Symphony X - Symphony X (1994)Release ID: 2565
After his 1994 solo release, guitarist Michael Romeo was met with a proposal from a record label to form a band and record an album in the similar vein to his solo material. "Sure, why not?"... and thus was born one of progressive metals most popular and influential bands.
Borrowing heavily upon the neoclassical style of shred made famous by Yngwie Malmsteen, Symphony X's self-titled debut release is a humble album that shows a band with the potential for big things, with the only major setback being the rather subpar production. While it's certainly not terrible, it just lacks that little bit of punch that the music really needs. It's a punch that would be added to future releases, and the difference is immediately noticeable.
As for the music itself, it's nowhere near as ambitious as the bands later releases, which would go on to utilize massive orchestrations, but it's still pretty good, and lays down a solid foundation upon which the band would establish their defining sound. As expected, Michael Romeo's guitar playing is the star of the show here, with his neoclassical virtuosity matched perfectly by keyboardist Michael Pinella, both displaying enough talents to secure their careers in a post-grunge metal scene. Vocalist Rod Tyler does a good job, and is vastly underrated for his work on this album, but it's his only appearance with the group and he will soon be overshadowed by his replacement, powerhouse singer Russell Allen.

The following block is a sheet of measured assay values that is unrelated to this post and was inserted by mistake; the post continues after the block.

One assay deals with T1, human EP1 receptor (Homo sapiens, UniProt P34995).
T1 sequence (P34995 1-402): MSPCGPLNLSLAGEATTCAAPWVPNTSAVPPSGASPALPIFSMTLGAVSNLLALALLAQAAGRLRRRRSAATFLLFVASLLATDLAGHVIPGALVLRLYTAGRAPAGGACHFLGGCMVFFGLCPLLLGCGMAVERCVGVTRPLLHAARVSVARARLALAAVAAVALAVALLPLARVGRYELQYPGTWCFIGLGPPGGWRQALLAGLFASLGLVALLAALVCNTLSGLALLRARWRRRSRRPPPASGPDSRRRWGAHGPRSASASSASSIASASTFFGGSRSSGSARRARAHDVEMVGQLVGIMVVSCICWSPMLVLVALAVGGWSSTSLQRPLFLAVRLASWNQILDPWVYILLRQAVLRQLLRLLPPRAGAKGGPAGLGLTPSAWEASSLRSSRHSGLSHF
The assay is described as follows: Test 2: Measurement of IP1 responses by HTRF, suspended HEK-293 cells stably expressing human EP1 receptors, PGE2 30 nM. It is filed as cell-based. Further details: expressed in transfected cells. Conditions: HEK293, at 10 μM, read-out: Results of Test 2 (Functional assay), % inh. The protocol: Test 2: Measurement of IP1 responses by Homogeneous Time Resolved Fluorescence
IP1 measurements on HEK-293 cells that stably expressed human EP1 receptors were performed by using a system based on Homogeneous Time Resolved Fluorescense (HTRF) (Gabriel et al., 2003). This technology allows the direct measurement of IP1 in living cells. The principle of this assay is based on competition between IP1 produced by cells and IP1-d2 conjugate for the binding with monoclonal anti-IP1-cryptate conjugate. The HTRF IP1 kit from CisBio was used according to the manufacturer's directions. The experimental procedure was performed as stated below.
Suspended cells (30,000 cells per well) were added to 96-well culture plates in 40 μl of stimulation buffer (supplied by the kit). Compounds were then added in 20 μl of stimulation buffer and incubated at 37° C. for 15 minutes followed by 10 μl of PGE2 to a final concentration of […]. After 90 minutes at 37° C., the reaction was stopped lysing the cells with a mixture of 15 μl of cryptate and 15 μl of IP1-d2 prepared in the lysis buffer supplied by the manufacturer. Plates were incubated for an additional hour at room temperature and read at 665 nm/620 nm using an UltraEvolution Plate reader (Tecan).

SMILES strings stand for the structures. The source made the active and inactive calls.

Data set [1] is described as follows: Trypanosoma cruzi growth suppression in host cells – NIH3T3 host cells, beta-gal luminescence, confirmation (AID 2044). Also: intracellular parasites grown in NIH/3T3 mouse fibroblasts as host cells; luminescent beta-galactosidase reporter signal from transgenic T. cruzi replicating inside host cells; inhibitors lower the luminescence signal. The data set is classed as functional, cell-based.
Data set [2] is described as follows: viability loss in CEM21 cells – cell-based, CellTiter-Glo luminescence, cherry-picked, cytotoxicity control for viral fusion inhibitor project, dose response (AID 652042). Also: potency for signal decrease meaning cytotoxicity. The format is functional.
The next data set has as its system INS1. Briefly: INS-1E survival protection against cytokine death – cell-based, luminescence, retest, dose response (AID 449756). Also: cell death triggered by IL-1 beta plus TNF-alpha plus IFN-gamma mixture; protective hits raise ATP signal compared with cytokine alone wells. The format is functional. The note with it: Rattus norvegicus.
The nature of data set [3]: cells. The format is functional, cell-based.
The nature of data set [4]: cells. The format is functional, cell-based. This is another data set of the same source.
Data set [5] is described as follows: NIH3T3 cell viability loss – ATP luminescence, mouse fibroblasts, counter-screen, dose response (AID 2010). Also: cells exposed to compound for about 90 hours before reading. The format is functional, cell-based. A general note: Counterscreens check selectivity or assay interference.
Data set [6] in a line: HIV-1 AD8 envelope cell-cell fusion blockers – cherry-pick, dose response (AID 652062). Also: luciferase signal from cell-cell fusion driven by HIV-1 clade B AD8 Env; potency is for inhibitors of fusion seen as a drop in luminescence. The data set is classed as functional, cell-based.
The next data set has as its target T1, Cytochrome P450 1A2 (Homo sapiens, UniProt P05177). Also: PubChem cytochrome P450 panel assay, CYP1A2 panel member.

'Symphony X' overall is a good debut, with early signs of greatness evident. 'Masquerade', 'The Raging Seasons', 'Premonition', 'Thorns of Sorrow' and the ballad 'Shades of Grey' are all notable reasons why this should be in your collection, and if you're a collector like me, it's certainly not one you'll regret having to own.